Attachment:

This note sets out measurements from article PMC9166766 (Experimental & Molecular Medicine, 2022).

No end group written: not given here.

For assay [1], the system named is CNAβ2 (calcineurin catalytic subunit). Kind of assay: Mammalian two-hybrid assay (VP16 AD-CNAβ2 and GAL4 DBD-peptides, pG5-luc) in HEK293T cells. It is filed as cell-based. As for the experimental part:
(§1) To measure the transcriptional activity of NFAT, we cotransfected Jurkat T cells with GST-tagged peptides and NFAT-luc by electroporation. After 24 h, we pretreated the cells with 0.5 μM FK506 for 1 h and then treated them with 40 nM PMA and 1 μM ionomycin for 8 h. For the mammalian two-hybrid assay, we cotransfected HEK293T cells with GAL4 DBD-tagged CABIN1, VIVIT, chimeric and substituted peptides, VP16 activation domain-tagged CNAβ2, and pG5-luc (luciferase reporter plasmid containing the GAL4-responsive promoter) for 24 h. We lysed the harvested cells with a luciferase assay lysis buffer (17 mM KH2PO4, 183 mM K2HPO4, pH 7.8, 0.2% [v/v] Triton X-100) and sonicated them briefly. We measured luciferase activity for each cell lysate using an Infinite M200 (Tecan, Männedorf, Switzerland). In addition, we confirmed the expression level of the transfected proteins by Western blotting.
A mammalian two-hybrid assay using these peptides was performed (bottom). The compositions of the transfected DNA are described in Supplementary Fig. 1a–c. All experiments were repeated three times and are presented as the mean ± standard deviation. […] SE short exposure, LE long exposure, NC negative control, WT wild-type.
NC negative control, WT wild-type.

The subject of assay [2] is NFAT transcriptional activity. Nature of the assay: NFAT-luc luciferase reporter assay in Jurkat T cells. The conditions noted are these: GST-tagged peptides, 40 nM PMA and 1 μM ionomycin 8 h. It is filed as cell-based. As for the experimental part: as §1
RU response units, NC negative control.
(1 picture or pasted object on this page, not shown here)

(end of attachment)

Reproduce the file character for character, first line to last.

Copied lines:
This note sets out measurements from article PMC9166766 (Experimental & Molecular Medicine, 2022).

No end group written: not given here.

For assay [1], the system named is CNAβ2 (calcineurin catalytic subunit). Kind of assay: Mammalian two-hybrid assay (VP16 AD-CNAβ2 and GAL4 DBD-peptides, pG5-luc) in HEK293T cells. It is filed as cell-based. As for the experimental part:
(§1) To measure the transcriptional activity of NFAT, we cotransfected Jurkat T cells with GST-tagged peptides and NFAT-luc by electroporation. After 24 h, we pretreated the cells with 0.5 μM FK506 for 1 h and then treated them with 40 nM PMA and 1 μM ionomycin for 8 h. For the mammalian two-hybrid assay, we cotransfected HEK293T cells with GAL4 DBD-tagged CABIN1, VIVIT, chimeric and substituted peptides, VP16 activation domain-tagged CNAβ2, and pG5-luc (luciferase reporter plasmid containing the GAL4-responsive promoter) for 24 h. We lysed the harvested cells with a luciferase assay lysis buffer (17 mM KH2PO4, 183 mM K2HPO4, pH 7.8, 0.2% [v/v] Triton X-100) and sonicated them briefly. We measured luciferase activity for each cell lysate using an Infinite M200 (Tecan, Männedorf, Switzerland). In addition, we confirmed the expression level of the transfected proteins by Western blotting.
A mammalian two-hybrid assay using these peptides was performed (bottom). The compositions of the transfected DNA are described in Supplementary Fig. 1a–c. All experiments were repeated three times and are presented as the mean ± standard deviation. […] SE short exposure, LE long exposure, NC negative control, WT wild-type.
NC negative control, WT wild-type.

The subject of assay [2] is NFAT transcriptional activity. Nature of the assay: NFAT-luc luciferase reporter assay in Jurkat T cells. The conditions noted are these: GST-tagged peptides, 40 nM PMA and 1 μM ionomycin 8 h. It is filed as cell-based. As for the experimental part: as §1
RU response units, NC negative control.
(1 picture or pasted object on this page, not shown here)